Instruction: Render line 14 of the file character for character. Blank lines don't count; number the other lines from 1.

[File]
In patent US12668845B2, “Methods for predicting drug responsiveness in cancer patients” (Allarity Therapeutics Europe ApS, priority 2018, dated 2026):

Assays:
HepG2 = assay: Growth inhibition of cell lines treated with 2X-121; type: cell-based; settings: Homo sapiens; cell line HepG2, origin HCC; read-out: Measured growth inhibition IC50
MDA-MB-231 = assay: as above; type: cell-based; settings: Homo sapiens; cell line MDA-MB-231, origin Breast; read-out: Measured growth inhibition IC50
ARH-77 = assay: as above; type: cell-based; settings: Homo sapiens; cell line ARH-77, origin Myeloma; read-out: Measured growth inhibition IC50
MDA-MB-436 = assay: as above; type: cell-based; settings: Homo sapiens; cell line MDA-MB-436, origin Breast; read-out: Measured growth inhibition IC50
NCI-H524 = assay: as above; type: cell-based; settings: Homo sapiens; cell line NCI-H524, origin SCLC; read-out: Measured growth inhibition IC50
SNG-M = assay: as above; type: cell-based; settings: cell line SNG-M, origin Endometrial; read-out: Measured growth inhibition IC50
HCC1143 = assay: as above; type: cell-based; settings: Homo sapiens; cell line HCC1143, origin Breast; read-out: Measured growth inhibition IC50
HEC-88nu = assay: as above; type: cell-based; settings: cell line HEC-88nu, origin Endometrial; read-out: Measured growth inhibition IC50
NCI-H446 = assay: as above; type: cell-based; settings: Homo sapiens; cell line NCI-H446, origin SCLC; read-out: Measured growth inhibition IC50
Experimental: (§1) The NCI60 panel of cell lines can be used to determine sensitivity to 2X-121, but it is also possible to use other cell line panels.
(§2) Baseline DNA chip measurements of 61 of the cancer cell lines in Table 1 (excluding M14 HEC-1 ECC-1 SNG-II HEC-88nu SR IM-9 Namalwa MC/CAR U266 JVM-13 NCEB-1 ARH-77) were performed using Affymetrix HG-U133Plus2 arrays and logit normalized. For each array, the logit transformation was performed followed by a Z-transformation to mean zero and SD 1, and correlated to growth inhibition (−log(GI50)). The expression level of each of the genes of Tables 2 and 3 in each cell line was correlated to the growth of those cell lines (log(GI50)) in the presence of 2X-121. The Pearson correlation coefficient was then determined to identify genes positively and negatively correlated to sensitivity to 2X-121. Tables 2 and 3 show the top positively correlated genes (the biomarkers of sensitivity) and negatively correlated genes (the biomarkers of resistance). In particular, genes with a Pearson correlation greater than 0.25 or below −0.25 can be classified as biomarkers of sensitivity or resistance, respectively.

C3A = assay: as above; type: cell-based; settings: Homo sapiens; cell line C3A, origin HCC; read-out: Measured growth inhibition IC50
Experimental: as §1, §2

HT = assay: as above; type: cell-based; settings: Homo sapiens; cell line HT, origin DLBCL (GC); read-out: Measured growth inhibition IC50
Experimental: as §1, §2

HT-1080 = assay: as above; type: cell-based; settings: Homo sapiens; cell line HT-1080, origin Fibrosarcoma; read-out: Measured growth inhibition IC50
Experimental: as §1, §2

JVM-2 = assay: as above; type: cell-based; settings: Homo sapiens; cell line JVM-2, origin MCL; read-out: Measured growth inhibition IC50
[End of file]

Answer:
C3A = assay: as above; type: cell-based; settings: Homo sapiens; cell line C3A, origin HCC; read-out: Measured growth inhibition IC50